BOUGAINVILLE PRESIDENT QUESTIONS U.S.

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Momis says China has shown more willingness to invest

By Jemima Garrett MELBOURNE, Australia (Radio Australia, March 7, 2011) - The US secretary of state, Hillary Clinton, issued a warning over the weekend that Papua New Guinea (PNG) is one part of the Pacific where the US is engaged in a strategic competition with China over resources and leadership in the region.

But Bougainville's president, John Momis, says the United States is conspicuous by its lack of investment in Papua New Guinea and that he would welcome more.

As the United States attempts to deal with its massive debt, secretary of state, Hillary Clinton, is doing her best to ensure climate change programs for the Pacific are spared the axe. When she went before the United States foreign relations committee, last week, she highlighted US strategic interests.

She said "Let's put aside the moral, humanitarian, do-good side of what we believe in, and let's just talk, you know, straight realpolitik. We are in a competition with China. Take Papua New Guinea, huge energy find, to go to one of Senator Lugar's very strong points. Exxon Mobil is producing it. China is in there every day in every way trying to figure out how it's going to come in behind us, come in under us. They're supporting the dictatorial regime that unfortunately is now in charge of Fiji. They have brought all of the leaders of these small Pacific nations to Beijing, wined them and dined them. I mean, if anybody thinks that our retreating on these issues is somehow going to be irrelevant to the maintenance of our leadership in a world where we are competing with China that is a mistaken notion."

Hillary Clinton may not want to see Pacific climate change programs cut but that has not stopped questions being asked about whether the US has left the door open to China in this region.

Bougainville is home to the massive British and Australian-owned Panguna copper mine and is prospective for more minerals. Bougainville's president, John Momis, is one of Papua New Guinea's elder statesmen and its former ambassador to China.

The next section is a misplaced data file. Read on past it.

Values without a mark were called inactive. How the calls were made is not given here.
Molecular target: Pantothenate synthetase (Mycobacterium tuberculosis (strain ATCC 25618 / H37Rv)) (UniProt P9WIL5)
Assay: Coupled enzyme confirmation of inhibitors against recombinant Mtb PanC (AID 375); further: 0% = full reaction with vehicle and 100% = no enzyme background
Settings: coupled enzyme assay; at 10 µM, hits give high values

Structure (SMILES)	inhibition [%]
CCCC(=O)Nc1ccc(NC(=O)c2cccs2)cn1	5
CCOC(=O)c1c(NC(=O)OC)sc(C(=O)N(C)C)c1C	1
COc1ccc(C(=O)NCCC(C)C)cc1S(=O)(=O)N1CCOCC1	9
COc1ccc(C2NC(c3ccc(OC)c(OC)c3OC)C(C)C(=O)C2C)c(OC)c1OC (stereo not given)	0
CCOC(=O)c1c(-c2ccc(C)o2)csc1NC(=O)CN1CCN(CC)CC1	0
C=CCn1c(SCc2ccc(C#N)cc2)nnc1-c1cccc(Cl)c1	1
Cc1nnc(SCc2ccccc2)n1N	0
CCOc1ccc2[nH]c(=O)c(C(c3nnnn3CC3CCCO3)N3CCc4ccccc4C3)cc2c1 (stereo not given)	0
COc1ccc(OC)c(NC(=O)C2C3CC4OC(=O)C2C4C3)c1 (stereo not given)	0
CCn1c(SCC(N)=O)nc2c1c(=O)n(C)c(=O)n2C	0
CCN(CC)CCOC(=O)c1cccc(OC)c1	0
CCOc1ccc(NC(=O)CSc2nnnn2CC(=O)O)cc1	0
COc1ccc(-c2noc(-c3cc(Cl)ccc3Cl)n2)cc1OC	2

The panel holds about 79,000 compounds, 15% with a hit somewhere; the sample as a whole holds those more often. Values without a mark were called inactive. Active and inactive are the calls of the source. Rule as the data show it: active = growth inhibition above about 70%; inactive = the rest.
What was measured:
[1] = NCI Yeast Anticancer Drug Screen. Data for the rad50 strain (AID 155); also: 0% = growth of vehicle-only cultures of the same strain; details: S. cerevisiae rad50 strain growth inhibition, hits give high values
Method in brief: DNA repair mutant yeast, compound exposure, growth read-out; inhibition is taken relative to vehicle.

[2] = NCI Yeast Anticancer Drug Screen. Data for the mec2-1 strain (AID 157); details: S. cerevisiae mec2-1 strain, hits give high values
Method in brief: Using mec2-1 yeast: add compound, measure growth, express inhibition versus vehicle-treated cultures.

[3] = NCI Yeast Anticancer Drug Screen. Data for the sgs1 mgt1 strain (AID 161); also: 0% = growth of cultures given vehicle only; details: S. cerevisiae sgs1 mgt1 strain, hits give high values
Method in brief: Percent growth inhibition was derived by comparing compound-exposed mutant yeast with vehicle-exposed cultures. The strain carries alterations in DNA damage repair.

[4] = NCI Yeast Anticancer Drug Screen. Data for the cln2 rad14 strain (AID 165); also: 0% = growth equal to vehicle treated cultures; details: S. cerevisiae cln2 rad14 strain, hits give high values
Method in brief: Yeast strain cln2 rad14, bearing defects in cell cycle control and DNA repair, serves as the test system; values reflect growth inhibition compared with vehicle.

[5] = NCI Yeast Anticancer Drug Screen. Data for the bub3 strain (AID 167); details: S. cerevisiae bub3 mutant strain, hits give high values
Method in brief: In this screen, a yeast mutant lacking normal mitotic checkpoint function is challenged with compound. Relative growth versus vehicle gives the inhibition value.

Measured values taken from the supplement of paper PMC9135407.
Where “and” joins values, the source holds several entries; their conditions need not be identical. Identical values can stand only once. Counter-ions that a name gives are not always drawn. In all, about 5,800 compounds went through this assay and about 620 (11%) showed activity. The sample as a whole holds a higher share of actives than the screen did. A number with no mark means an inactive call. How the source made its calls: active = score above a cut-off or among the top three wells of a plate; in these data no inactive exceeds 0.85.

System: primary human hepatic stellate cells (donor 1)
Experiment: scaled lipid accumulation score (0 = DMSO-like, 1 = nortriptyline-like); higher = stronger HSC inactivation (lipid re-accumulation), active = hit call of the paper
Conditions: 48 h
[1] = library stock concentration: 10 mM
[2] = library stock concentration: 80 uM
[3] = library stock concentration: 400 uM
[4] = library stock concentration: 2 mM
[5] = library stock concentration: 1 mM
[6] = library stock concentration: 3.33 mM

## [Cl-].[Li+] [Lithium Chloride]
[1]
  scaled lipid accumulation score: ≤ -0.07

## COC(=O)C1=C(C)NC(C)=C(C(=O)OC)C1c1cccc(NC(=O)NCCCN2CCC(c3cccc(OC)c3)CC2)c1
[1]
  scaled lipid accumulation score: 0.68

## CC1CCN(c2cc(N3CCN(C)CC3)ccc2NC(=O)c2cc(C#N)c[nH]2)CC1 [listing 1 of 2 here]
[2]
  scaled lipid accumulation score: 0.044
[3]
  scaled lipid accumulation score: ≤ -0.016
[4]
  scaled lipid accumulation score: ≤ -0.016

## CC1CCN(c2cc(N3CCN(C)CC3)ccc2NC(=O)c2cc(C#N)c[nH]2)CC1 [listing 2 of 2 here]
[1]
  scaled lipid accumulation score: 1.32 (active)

He says the Exxon Mobil led Liquefied Natural Gas (LNG) project is the exception rather than the rule when it comes to US investment. "That's one off. Apart from that, the US is conspicuous by its absence in Bougainville."

China, on the other hand is looking into a wide range of projects in PNG. President Momis says Chinese companies have shown interest in taking a stake in the Panguna copper mine.

Bougainville is still recovering from a civil war in the 1990s which left thousands dead, closed Panguna and destroyed much of the islands infrastructure. Australia and Papua New Guinea are supporting Bougainville's reconstruction.

President Momis says economic and social development is a priority and he is keen to welcome new investors. "We now have Chinese entrepreneurs on the ground looking at possibilities of farming, fishing, shipping, setting up a technical college. The Chinese government, or the embassy, has said to us that they would be prepared to build a technical college. We've also had an offer from Europe, a private offer, not government, to build a technical college. We do need, in my view we need to have good technical colleges to produce educated, technically qualified people."

President Momis has just completed a week-long visit to Australia at the invitation of the Australian Government. He flew out on Sunday confident that he will get a good hearing for his request that more of Australia's increasing aid budget go to Bougainville. The visit was just part of a hectic schedule.

"When I led a delegation to China we signed seven Memorandums Of Understanding (MOU). We are encouraging Chinese and some Australians as well as Kiwis, and any other investor who is interested, to go into joint venture with us. I have gone in public to say we will not encourage standalone business, foreign business. We would prefer to encourage joint-venture businesses. Of course, the question of equity will be negotiated. We don't have the capital not the technology and so on and so forth."

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